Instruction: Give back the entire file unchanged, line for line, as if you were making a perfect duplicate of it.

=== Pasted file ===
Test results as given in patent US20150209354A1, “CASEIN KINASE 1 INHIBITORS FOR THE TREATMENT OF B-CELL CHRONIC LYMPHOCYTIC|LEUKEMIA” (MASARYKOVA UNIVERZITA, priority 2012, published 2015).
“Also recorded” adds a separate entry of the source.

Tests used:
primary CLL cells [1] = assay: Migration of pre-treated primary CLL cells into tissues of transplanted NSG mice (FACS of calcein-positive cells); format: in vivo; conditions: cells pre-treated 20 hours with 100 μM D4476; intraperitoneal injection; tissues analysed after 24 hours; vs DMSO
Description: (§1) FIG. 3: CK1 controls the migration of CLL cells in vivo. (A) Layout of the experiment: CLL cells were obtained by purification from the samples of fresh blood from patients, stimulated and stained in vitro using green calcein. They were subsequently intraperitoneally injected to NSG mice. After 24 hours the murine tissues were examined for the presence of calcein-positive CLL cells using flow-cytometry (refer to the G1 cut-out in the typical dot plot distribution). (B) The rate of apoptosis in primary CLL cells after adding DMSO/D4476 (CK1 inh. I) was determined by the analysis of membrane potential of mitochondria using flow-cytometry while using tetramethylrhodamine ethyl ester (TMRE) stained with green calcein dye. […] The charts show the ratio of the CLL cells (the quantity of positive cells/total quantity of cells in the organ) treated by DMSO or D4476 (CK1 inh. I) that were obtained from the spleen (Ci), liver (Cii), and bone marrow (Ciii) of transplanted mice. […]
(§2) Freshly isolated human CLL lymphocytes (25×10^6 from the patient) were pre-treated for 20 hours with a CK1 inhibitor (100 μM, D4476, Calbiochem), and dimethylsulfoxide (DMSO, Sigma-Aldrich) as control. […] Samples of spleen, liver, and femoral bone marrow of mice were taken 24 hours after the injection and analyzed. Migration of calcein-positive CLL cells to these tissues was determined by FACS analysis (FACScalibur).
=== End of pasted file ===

Test results as given in patent US20150209354A1, “CASEIN KINASE 1 INHIBITORS FOR THE TREATMENT OF B-CELL CHRONIC LYMPHOCYTIC|LEUKEMIA” (MASARYKOVA UNIVERZITA, priority 2012, published 2015).
“Also recorded” adds a separate entry of the source.

Tests used:
primary CLL cells [1] = assay: Migration of pre-treated primary CLL cells into tissues of transplanted NSG mice (FACS of calcein-positive cells); format: in vivo; conditions: cells pre-treated 20 hours with 100 μM D4476; intraperitoneal injection; tissues analysed after 24 hours; vs DMSO
Description: (§1) FIG. 3: CK1 controls the migration of CLL cells in vivo. (A) Layout of the experiment: CLL cells were obtained by purification from the samples of fresh blood from patients, stimulated and stained in vitro using green calcein. They were subsequently intraperitoneally injected to NSG mice. After 24 hours the murine tissues were examined for the presence of calcein-positive CLL cells using flow-cytometry (refer to the G1 cut-out in the typical dot plot distribution). (B) The rate of apoptosis in primary CLL cells after adding DMSO/D4476 (CK1 inh. I) was determined by the analysis of membrane potential of mitochondria using flow-cytometry while using tetramethylrhodamine ethyl ester (TMRE) stained with green calcein dye. […] The charts show the ratio of the CLL cells (the quantity of positive cells/total quantity of cells in the organ) treated by DMSO or D4476 (CK1 inh. I) that were obtained from the spleen (Ci), liver (Cii), and bone marrow (Ciii) of transplanted mice. […]
(§2) Freshly isolated human CLL lymphocytes (25×10^6 from the patient) were pre-treated for 20 hours with a CK1 inhibitor (100 μM, D4476, Calbiochem), and dimethylsulfoxide (DMSO, Sigma-Aldrich) as control. […] Samples of spleen, liver, and femoral bone marrow of mice were taken 24 hours after the injection and analyzed. Migration of calcein-positive CLL cells to these tissues was determined by FACS analysis (FACScalibur).